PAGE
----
The project aims at understanding how adequate knowledge about natural hazards forms. This greatly affects the ability of humanity to manage such threats. On the one hand, natural hazards management is a complex task and no single group is able to accumulate sufficient information and intellectual resources to cope with it. On the other hand, the practical knowledge of specific natural conditions and sociotechnical characteristics of natural hazards management in a certain territory is developed by the local community inhabiting this territory. The success of natural hazards management depends to a large extent on interaction between the local community knowledge and the institutional expert knowledge, accumulated by authorities, non-governmental organisations, companies and other non-local stakeholders. Today, international and national regulations stress the need to involve local communities into the process of elaborating and implementing decisions on natural hazards management. However, the implementation of these regulations is problematic because finding a common ground between local and expert knowledge is a challenge. This impedes the use of best practices by local communities and makes it difficult to take into account the unique practical experience of local communities and local characteristics of the hazard-prone territories. As a result, societal resilience to climate risks is lower that it could be.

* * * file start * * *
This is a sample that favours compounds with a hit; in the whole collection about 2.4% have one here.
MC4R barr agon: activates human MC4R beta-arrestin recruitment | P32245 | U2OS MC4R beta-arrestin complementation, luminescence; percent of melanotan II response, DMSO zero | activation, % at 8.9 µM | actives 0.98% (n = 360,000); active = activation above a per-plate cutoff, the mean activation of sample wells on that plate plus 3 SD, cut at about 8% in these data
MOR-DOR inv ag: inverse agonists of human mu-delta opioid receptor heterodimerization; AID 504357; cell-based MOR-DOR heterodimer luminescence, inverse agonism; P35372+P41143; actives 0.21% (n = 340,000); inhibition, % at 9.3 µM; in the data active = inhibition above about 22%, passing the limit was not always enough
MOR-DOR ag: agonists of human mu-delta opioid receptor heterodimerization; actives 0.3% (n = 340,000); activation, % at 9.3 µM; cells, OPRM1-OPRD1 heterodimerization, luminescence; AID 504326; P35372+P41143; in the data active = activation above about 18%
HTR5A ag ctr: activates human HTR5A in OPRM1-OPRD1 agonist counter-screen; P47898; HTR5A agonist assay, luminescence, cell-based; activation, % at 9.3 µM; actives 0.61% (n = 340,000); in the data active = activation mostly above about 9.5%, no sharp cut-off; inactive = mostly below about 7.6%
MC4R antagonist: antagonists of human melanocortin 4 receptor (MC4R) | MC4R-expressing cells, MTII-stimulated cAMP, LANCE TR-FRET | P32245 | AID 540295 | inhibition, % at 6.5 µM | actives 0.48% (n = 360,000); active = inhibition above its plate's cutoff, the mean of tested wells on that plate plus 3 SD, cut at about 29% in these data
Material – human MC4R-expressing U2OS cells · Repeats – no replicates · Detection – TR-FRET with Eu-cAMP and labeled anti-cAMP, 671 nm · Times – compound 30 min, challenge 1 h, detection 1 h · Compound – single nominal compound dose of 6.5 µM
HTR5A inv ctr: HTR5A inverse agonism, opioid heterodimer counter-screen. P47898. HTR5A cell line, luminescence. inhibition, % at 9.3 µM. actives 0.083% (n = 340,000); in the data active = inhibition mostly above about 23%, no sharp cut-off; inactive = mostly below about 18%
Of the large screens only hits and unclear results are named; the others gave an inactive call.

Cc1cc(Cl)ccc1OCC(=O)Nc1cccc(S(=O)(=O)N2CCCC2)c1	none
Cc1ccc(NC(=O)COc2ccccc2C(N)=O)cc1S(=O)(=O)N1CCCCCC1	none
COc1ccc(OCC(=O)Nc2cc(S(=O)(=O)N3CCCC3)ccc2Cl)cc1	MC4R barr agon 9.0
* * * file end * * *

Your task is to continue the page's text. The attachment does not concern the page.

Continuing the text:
The aim of this project is finding how knowledge of the local communities that inhabit hazard-prone territories interacts with expert knowledge of the institutions responsible for natural hazard management. There is a considerable number of participatory research projects aimed at identifying conditions and ways to include local knowledge creators in the decisionmaking process of natural hazards management. Meanwhile, very little is known about the internal structure and the mechanisms of interaction between local and expert systems of knowledge of natural hazards. This hampers further development of research, as well as the development of natural hazards management.
The lack of understanding of how local and expert knowledge systems interact in the applied research on natural hazards management corresponds to one of the main puzzles of the social sciences in general: the relation between the local knowledge/culture and the broadly shared knowledge/culture. While the main theoretical and methodological approaches in social sciences focus on the dualism of the two, empirical studies of social knowledge production focus on either.
Empirical research informed by the institutional theory considers knowledge as a system of different meanings imposed to different social roles, while the interactionism-driven research bets on social relations in local communities. At the same time, both approaches increasingly face the need to explain the empirically encountered interactions of local and institutional knowledge beyond their sole explanatory capacities: on the one hand, the emergence of knowledge traversing institutional logics, and on the other hand - the evident external constraints on the local knowledge creation. Thus, both approaches reveal the need for finding the mechanisms of interaction between institutional and local knowledge. Empirical studies of local transformation of institutionally disseminated knowledge are emerging. However, the specific structural mechanisms of the mutual influence between local and institutional knowledge systems in the context of social ties within local communities are yet to be identified.